Of all the people who fished CCA Louisiana’s STAR in 2022, none were in a boat quite like Unreel.
And of all the people who fished that STAR season, no one had a mangrove snapper as big as the 14.05-pounder hooked and boated by Unreel crew member Gary Trahan. The Abbeville saltwater fishermen loves to go offshore in that unconventional, homemade aluminum boat — once he got over his trepidation five years ago.
The 50-foot long, 16-foot wide aluminum boat that resembles “an Airstream camper on top of a pontoon boat,” powered by two 350-h.p. Yamahas and built by a close friend, got Trahan to an oil field platform in the Eugene Island blocks that first weekend of June 2022.
Trahan was fishing with his son, Hatch Trahan of Abbeville; Troy Gardner of Lafayette, Unreel’s boat captain; Chance Thomas and his son, Gavin Thomas, both of Maurice; Patrick Poupart of Lafayette, and Jason Vecker of Abbeville.
“We were doing well,” Trahan said. “We had been mostly trolling and trying to pick up wahoo and king mackerel. We did all right, nothing super. We pulled up to a platform, tied up, and they were playing around dropping for grouper in the back.
“I walked up front. There was not a whole lot of life. It was kind of pitiful looking. All of a sudden I saw a mangrove come out from the legs. I could tell it was a big one, above normal average size.”
Trahan, 54, tried to entice the large mangrove snapper that was playing hide-and-seek to come out from the platform’s legs and eat any one of the traditional baits he dropped down to it. What unfolded was a 45-minute drama with a happy ending.
“I always bring a bunch of different things,” he said. “I had been trying to use cut pogey, nothing. Whole pogey, nothing.”
He had another trick up his sleeve. He always brings regular ol’ market shrimp along, so he impaled that on the hook and served it.
Still, it took a commotion to get the mangrove snapper to dine on the shrimp. The disturbance came from the back of the boat when a crew member hooked a lemonfish that came out fighting.
Trahan remembers the moment well and said, “About that time we hooked a cobia. When it started thrashing around, it aggravated him (the mangrove snapper). He came out and picked up my bait. Once I hooked him I said, ‘Good fish!’”
The fight lasted 6 to 8 minutes, but seemed like an hour, he said.
Once he got the big mangrove snapper in the boat, the crew members and close-knit friends played him after they put it on a digital scale.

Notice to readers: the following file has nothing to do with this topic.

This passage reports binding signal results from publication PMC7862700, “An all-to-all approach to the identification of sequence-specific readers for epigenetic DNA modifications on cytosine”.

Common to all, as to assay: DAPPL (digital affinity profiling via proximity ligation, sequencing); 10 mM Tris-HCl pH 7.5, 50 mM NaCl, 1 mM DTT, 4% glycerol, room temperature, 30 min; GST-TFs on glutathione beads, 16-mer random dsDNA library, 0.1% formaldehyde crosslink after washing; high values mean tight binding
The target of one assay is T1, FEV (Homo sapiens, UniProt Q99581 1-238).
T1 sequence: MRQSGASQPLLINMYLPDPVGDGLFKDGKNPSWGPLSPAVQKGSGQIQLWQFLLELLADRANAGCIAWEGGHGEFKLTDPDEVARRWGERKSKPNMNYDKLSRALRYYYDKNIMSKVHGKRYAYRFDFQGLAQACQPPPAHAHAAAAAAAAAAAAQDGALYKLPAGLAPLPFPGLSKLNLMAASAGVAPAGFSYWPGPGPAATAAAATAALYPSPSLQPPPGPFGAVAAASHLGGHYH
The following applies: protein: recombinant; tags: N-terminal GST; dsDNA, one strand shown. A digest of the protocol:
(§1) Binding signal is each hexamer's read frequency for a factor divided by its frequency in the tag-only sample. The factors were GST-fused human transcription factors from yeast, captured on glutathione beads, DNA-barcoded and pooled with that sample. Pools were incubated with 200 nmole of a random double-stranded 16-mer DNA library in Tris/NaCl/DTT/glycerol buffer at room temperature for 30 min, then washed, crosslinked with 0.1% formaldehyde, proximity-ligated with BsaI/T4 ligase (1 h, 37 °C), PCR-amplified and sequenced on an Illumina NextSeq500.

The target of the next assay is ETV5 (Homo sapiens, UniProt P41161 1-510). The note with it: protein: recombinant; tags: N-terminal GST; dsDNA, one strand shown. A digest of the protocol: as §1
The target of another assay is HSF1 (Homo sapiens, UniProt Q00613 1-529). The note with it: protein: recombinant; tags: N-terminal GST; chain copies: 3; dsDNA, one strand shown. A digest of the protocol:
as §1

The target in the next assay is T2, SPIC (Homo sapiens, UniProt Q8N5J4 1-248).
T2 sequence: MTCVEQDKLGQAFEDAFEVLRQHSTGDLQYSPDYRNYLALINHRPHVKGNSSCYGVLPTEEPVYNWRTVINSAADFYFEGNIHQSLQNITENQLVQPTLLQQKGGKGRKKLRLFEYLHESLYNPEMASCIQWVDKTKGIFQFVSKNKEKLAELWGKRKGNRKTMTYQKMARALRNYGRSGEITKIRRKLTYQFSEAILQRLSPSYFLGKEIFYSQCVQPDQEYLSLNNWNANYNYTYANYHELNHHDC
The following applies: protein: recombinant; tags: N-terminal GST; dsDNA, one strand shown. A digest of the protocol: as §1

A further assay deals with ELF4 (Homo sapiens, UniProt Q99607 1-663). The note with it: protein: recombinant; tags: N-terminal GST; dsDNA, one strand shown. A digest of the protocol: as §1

“They said, ‘Oh, he weighs 13 pounds.’ (But) all that time they knew it was 14 pounds. They didn’t tell me. The captain said, ‘They were afraid to tell you because you’d either fall off the boat (via fainting or something like that) or quit fishing,’” Trahan said with a big belly laugh.
And that was that. The mangrove snapper won the saltwater fishing tournament that weekend and soared to the top of the STAR leaderboard.
A family affair
Trahan, a self-employed agricultural mechanic since 1987, finally got over the hump with a winning mangrove snapper in S.T.A.R. He finished third in the mangrove snapper division with fish in the upper 12-pound category in 2020 and 2021.
Trahan is one of the biggest CCA STAR fans along the Louisiana coast. It’s a family affair for him.
“I have nothing but good things to say about it,” he said. “We all enjoy it. All my family participates … My wife, Nancy, our son, Hatch, our daughter-in-law, Brittany, and our grandson, Wyatt James Trahan (7 years old).”
He can’t wait to fish this year’s tournament. The 2023 S.T.A.R. event gets underway May 27 and ends at 5 p.m. Labor Day Monday. For more information go to ccastar.com.
And, yes, Trahan will be aboard the Unreel when he tries to defend his title as mangrove snapper king. It took a while for him to warm up to the boat his buddy, Allen Lemaire, was building several years ago.
Trahan was very leery, to say the least.
“As he (Lemaire) was building it, he said, “Hey, when you going to come fishing with us,’” he said.
Trahan’s answer wasn’t “no” but “heck no.” He told his buddy he wanted to see people go out and return with appendages and all intact.
Trahan said, as it was being built, “Like he (Lemaire) said, ‘I had a dream.’ He said, ‘It’d (either) be one helluva offshore fishing boat or one helluva houseboat.’ ”
“It’s both,” Trahan said, emphatically, noting the pontoons are equally weighted with fuel tanks, water tanks and generator inside the two pontoons.
Unreel made many uneventful trips. Trahan, who joined them starting five years ago, became the boat’s biggest defender and promoter.
“It might not be the prettiest thing in the world. But it’s very comfortable. It rides really well. Eight bunks. A/C. Everything. It’s like being at home,” Trahan said.
The boat sure raises eyebrows on the water.
“Oh my God. You should hear the traffic when you turn VHF on,” Trahan said as he recalled listening to beaucoup incredulous comments over the airwaves whenever others on the high seas spot Unreel.
When others see for themselves how comfortably it fishes in competition and for fun, the crew is bombarded with questions like, “Do you charter?”
No. But Unreel as it gets, the boat does deliver winners like Trahan’s mangrove snapper the first weekend of June.
Be the first to comment